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2010 FringeNYC Roundup #5

Reports on Veritas, Dear Harvey, Bunked! A New Musical, and Have a Nice Life. logo
[Editor's Note: This is the fifth in a series of roundups on the 2010 New York International Fringe Festival.]
Eric Nelsen, Joseph Yeargain, and Sam Underwood
in a scene from Veritas
(© Tristan Fuge)
There's no denying that Stan Richardson's Veritas, at HERE Arts Center, has impact. The premise alone makes an audience sit up and take notice. The dramatist bases his charged but flawed work on the very real (though only brought-to-light in 2002) story of a hunt for homosexuals carried out in 1920 at Harvard, where the university motto is "Veritas" -- "truth."

After undergraduate Cyril Wilcox takes his own life, his brother Lester (Doug Kreeger) discovers two letters from classmates with clear references to the homosexual activities in which Cyril's circle of friends engaged. Complaining to school officials, the vengeful Wilcox causes an impromptu panel to form for interrogating nine gay men played with varying degrees of superciliousness by Justin Blanchard, Paul Downs Colaizzo, Mitch Dean, Morgan Karr, Eric Nelsen, Matt Steiner, Jesse Swenson, Sam Underwood, and Joseph Yeargain.

The playwright makes a joke of the meta-theatrics he employs late in the proceedings, but that does not defuse criticism of the stale device, nor does it lessen the arrogance that can be sniffed behind the over-used conceit that's just one of the somewhat pretentious drawbacks to Richardson's 90-minute piece.

Since Richardson obviously couldn't resort to transcripts of the young men's private lives, he's imagined how they interacted during interludes like the dance parties held in one apparently busy dorm room. Directed by Ryan J. Davis on a stage bare of anything but nine easily-rearranged ladder-back chairs, the production takes on a self-congratulatory grandiosity hardly needed to convey the shock of the case's bare facts. Nevertheless, such details aren't obscured in the depiction of this episode in which our bastion of highest learning sank shamefully low, indeed.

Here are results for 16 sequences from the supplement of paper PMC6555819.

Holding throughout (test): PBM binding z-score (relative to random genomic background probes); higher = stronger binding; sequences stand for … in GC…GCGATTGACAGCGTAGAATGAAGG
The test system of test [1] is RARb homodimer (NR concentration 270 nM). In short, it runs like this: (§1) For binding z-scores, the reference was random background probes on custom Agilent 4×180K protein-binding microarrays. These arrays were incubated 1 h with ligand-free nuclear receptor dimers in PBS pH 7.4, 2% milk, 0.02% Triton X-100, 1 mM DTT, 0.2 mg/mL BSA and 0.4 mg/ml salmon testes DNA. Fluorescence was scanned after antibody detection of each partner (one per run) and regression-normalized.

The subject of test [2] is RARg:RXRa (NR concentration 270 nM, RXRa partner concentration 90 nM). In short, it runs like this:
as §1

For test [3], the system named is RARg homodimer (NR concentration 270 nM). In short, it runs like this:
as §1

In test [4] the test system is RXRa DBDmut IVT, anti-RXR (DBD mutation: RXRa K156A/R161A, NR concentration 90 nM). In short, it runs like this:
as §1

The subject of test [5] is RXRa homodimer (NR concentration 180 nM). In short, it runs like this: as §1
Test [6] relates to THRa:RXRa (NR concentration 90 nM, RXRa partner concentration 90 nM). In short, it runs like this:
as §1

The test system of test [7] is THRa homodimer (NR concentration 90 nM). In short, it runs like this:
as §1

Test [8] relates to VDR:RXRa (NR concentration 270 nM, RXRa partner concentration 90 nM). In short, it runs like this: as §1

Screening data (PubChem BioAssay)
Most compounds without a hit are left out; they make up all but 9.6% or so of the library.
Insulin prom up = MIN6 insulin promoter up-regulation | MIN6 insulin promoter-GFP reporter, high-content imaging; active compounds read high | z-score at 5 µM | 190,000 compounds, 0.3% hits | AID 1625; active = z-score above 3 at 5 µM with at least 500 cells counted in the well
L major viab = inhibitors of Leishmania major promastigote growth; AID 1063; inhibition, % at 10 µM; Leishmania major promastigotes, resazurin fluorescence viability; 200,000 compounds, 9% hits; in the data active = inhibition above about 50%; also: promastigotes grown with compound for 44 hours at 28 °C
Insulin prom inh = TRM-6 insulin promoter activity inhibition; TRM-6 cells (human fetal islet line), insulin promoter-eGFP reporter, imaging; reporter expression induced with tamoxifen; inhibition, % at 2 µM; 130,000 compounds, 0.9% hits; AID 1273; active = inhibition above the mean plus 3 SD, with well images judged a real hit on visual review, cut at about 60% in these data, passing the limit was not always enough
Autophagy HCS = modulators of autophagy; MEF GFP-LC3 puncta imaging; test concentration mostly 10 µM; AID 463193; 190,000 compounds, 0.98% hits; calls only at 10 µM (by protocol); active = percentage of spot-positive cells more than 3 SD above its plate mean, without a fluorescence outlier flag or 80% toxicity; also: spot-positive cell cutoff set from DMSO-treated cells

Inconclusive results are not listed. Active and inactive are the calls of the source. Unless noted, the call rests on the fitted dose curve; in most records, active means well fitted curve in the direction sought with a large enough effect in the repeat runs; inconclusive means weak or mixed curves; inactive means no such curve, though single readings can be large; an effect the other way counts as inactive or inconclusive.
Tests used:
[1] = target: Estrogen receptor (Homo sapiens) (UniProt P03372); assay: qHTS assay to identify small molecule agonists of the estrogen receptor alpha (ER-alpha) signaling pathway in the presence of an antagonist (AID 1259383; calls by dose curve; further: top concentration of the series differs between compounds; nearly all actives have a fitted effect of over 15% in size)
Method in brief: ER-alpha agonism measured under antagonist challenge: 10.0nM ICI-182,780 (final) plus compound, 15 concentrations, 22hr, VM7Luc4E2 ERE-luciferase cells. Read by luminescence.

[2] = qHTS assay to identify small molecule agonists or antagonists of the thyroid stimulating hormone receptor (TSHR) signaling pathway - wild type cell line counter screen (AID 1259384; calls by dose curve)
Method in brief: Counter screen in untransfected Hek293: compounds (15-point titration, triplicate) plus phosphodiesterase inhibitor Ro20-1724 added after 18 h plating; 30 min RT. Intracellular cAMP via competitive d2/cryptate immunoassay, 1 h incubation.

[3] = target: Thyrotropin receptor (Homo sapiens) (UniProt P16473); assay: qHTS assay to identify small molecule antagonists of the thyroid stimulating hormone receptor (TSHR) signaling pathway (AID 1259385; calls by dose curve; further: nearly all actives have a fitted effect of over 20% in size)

-- David Finkle

The cast of Dear Harvey
(Courtesy of Diversionary Theatre)
Dear Harvey is not a history lesson about Harvey Milk, who in 1977 became the first openly-gay man to be elected to San Francisco's Board of Supervisors, and, just eleven months later, was assassinated (along with Mayor George Moscone) by former city supervisor Dan White. It is not a traditional drama either, a genre successfully filled by the celebrated 2008 film Milk. Instead, this theatrical event, playing at the SoHo Playhouse, is something entirely new: a riveting, emotional exploration of the life and lasting impact of Milk through music, photographs, Milk's own words, and reflections from those who knew him.

Based on over 30 interviews conducted by playwright Patricia Loughrey, Dear Harvey features an ensemble of seven portraying various people whose lives Milk touched. Stuart Milk (Mark Peters), Milk's openly gay nephew, explains how his uncle taught him to be proud of being different; LGBT activist Cleve Jones (Scott Striegel), who had interned for Milk, explains how the inspiration he took from Milk later led him to create the AIDS Memorial Quilt. Music written and performed by Thomas Hodges serves as a critical component of the play by highlighting the emotions of each story as photographs and newspaper clippings are illuminated on a screen behind the actors.

Directed by Dan Kirsch, the play offers many perspectives on Milk's lasting influences to enable audiences both familiar and unfamiliar with his life to connect with and learn something new about his story. The play also demonstrates that Milk inspired countless individuals to make great strides in the fight for LGBT civil rights, and shows that his words, passion, and achievements can inspire those fighting prejudice today.